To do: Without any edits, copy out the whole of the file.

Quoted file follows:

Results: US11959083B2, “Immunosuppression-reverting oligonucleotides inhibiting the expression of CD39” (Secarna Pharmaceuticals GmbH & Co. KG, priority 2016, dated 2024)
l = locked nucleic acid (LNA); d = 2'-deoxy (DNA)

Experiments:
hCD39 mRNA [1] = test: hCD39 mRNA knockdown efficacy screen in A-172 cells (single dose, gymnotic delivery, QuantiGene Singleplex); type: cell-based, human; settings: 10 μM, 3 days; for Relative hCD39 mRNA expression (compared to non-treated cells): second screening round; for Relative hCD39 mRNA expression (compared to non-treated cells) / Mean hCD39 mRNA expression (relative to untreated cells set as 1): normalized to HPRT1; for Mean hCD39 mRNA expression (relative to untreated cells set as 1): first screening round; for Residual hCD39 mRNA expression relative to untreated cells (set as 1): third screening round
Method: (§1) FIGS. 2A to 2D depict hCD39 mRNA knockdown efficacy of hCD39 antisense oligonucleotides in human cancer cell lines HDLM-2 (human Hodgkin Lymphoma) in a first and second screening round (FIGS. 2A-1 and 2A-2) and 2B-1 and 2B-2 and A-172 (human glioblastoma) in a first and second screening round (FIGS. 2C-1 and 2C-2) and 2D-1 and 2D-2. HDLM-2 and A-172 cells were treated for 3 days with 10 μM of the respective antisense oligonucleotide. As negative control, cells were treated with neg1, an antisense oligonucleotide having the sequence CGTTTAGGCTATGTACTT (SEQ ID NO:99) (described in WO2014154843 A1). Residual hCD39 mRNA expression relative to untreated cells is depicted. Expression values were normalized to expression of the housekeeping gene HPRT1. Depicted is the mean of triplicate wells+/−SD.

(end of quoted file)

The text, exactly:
Results: US11959083B2, “Immunosuppression-reverting oligonucleotides inhibiting the expression of CD39” (Secarna Pharmaceuticals GmbH & Co. KG, priority 2016, dated 2024)
l = locked nucleic acid (LNA); d = 2'-deoxy (DNA)

Experiments:
hCD39 mRNA [1] = test: hCD39 mRNA knockdown efficacy screen in A-172 cells (single dose, gymnotic delivery, QuantiGene Singleplex); type: cell-based, human; settings: 10 μM, 3 days; for Relative hCD39 mRNA expression (compared to non-treated cells): second screening round; for Relative hCD39 mRNA expression (compared to non-treated cells) / Mean hCD39 mRNA expression (relative to untreated cells set as 1): normalized to HPRT1; for Mean hCD39 mRNA expression (relative to untreated cells set as 1): first screening round; for Residual hCD39 mRNA expression relative to untreated cells (set as 1): third screening round
Method: (§1) FIGS. 2A to 2D depict hCD39 mRNA knockdown efficacy of hCD39 antisense oligonucleotides in human cancer cell lines HDLM-2 (human Hodgkin Lymphoma) in a first and second screening round (FIGS. 2A-1 and 2A-2) and 2B-1 and 2B-2 and A-172 (human glioblastoma) in a first and second screening round (FIGS. 2C-1 and 2C-2) and 2D-1 and 2D-2. HDLM-2 and A-172 cells were treated for 3 days with 10 μM of the respective antisense oligonucleotide. As negative control, cells were treated with neg1, an antisense oligonucleotide having the sequence CGTTTAGGCTATGTACTT (SEQ ID NO:99) (described in WO2014154843 A1). Residual hCD39 mRNA expression relative to untreated cells is depicted. Expression values were normalized to expression of the housekeeping gene HPRT1. Depicted is the mean of triplicate wells+/−SD.